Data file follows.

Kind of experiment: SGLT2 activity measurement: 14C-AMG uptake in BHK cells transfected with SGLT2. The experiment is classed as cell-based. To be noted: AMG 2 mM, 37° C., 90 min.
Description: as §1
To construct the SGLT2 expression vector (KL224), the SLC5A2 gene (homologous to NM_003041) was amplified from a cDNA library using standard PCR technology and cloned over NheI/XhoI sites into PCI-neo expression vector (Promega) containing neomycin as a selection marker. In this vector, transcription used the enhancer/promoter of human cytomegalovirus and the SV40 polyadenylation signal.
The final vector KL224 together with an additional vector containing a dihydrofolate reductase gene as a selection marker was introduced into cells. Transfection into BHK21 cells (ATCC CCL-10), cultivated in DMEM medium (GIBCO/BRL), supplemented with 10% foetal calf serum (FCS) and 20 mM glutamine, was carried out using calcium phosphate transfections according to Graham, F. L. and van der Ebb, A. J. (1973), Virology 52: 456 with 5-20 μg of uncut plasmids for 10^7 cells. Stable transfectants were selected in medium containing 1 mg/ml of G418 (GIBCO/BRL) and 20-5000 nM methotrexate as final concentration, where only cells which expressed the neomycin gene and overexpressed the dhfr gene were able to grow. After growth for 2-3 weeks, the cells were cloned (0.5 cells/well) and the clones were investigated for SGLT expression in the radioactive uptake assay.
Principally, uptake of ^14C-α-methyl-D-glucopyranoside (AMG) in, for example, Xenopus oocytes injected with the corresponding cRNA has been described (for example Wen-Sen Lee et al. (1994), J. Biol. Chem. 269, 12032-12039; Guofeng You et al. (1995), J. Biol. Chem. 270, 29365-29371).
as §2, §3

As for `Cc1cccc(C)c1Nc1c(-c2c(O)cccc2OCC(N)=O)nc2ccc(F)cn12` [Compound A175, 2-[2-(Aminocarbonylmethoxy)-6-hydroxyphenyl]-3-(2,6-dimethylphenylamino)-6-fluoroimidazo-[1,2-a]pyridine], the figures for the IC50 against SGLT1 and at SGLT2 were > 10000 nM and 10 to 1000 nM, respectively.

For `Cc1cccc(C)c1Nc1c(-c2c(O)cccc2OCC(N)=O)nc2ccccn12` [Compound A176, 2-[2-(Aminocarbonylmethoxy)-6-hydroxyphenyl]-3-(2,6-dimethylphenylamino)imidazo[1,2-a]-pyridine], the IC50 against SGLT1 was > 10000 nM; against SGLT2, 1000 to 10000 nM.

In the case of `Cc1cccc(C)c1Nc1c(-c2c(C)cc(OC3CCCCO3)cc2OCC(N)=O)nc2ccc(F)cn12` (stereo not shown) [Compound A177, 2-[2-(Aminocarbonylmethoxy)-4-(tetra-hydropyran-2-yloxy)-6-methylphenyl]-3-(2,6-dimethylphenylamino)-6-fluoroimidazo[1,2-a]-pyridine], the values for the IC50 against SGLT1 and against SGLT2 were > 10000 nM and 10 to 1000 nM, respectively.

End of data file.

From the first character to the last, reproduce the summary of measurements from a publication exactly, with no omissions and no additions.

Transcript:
Kind of experiment: SGLT2 activity measurement: 14C-AMG uptake in BHK cells transfected with SGLT2. The experiment is classed as cell-based. To be noted: AMG 2 mM, 37° C., 90 min.
Description: as §1
To construct the SGLT2 expression vector (KL224), the SLC5A2 gene (homologous to NM_003041) was amplified from a cDNA library using standard PCR technology and cloned over NheI/XhoI sites into PCI-neo expression vector (Promega) containing neomycin as a selection marker. In this vector, transcription used the enhancer/promoter of human cytomegalovirus and the SV40 polyadenylation signal.
The final vector KL224 together with an additional vector containing a dihydrofolate reductase gene as a selection marker was introduced into cells. Transfection into BHK21 cells (ATCC CCL-10), cultivated in DMEM medium (GIBCO/BRL), supplemented with 10% foetal calf serum (FCS) and 20 mM glutamine, was carried out using calcium phosphate transfections according to Graham, F. L. and van der Ebb, A. J. (1973), Virology 52: 456 with 5-20 μg of uncut plasmids for 10^7 cells. Stable transfectants were selected in medium containing 1 mg/ml of G418 (GIBCO/BRL) and 20-5000 nM methotrexate as final concentration, where only cells which expressed the neomycin gene and overexpressed the dhfr gene were able to grow. After growth for 2-3 weeks, the cells were cloned (0.5 cells/well) and the clones were investigated for SGLT expression in the radioactive uptake assay.
Principally, uptake of ^14C-α-methyl-D-glucopyranoside (AMG) in, for example, Xenopus oocytes injected with the corresponding cRNA has been described (for example Wen-Sen Lee et al. (1994), J. Biol. Chem. 269, 12032-12039; Guofeng You et al. (1995), J. Biol. Chem. 270, 29365-29371).
as §2, §3

As for `Cc1cccc(C)c1Nc1c(-c2c(O)cccc2OCC(N)=O)nc2ccc(F)cn12` [Compound A175, 2-[2-(Aminocarbonylmethoxy)-6-hydroxyphenyl]-3-(2,6-dimethylphenylamino)-6-fluoroimidazo-[1,2-a]pyridine], the figures for the IC50 against SGLT1 and at SGLT2 were > 10000 nM and 10 to 1000 nM, respectively.

For `Cc1cccc(C)c1Nc1c(-c2c(O)cccc2OCC(N)=O)nc2ccccn12` [Compound A176, 2-[2-(Aminocarbonylmethoxy)-6-hydroxyphenyl]-3-(2,6-dimethylphenylamino)imidazo[1,2-a]-pyridine], the IC50 against SGLT1 was > 10000 nM; against SGLT2, 1000 to 10000 nM.

In the case of `Cc1cccc(C)c1Nc1c(-c2c(C)cc(OC3CCCCO3)cc2OCC(N)=O)nc2ccc(F)cn12` (stereo not shown) [Compound A177, 2-[2-(Aminocarbonylmethoxy)-4-(tetra-hydropyran-2-yloxy)-6-methylphenyl]-3-(2,6-dimethylphenylamino)-6-fluoroimidazo[1,2-a]-pyridine], the values for the IC50 against SGLT1 and against SGLT2 were > 10000 nM and 10 to 1000 nM, respectively.